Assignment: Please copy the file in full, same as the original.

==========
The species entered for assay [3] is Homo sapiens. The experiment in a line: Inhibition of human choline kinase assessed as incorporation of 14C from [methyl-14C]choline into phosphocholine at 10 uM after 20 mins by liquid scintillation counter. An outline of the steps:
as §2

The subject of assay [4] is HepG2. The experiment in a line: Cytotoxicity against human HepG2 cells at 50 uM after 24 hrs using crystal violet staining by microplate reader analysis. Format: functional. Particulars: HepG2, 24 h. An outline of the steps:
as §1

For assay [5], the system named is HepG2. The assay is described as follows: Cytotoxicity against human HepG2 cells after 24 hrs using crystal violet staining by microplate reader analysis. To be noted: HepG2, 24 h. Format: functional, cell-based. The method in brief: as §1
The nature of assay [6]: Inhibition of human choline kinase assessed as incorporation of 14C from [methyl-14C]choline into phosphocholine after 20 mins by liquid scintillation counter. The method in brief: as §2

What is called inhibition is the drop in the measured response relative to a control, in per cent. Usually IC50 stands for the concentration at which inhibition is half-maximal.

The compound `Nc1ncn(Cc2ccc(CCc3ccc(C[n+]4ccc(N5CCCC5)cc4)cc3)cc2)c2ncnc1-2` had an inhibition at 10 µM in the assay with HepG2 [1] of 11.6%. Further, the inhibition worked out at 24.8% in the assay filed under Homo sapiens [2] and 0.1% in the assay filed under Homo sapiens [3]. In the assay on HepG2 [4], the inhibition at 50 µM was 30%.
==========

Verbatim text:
The species entered for assay [3] is Homo sapiens. The experiment in a line: Inhibition of human choline kinase assessed as incorporation of 14C from [methyl-14C]choline into phosphocholine at 10 uM after 20 mins by liquid scintillation counter. An outline of the steps:
as §2

The subject of assay [4] is HepG2. The experiment in a line: Cytotoxicity against human HepG2 cells at 50 uM after 24 hrs using crystal violet staining by microplate reader analysis. Format: functional. Particulars: HepG2, 24 h. An outline of the steps:
as §1

For assay [5], the system named is HepG2. The assay is described as follows: Cytotoxicity against human HepG2 cells after 24 hrs using crystal violet staining by microplate reader analysis. To be noted: HepG2, 24 h. Format: functional, cell-based. The method in brief: as §1
The nature of assay [6]: Inhibition of human choline kinase assessed as incorporation of 14C from [methyl-14C]choline into phosphocholine after 20 mins by liquid scintillation counter. The method in brief: as §2

What is called inhibition is the drop in the measured response relative to a control, in per cent. Usually IC50 stands for the concentration at which inhibition is half-maximal.

The compound `Nc1ncn(Cc2ccc(CCc3ccc(C[n+]4ccc(N5CCCC5)cc4)cc3)cc2)c2ncnc1-2` had an inhibition at 10 µM in the assay with HepG2 [1] of 11.6%. Further, the inhibition worked out at 24.8% in the assay filed under Homo sapiens [2] and 0.1% in the assay filed under Homo sapiens [3]. In the assay on HepG2 [4], the inhibition at 50 µM was 30%.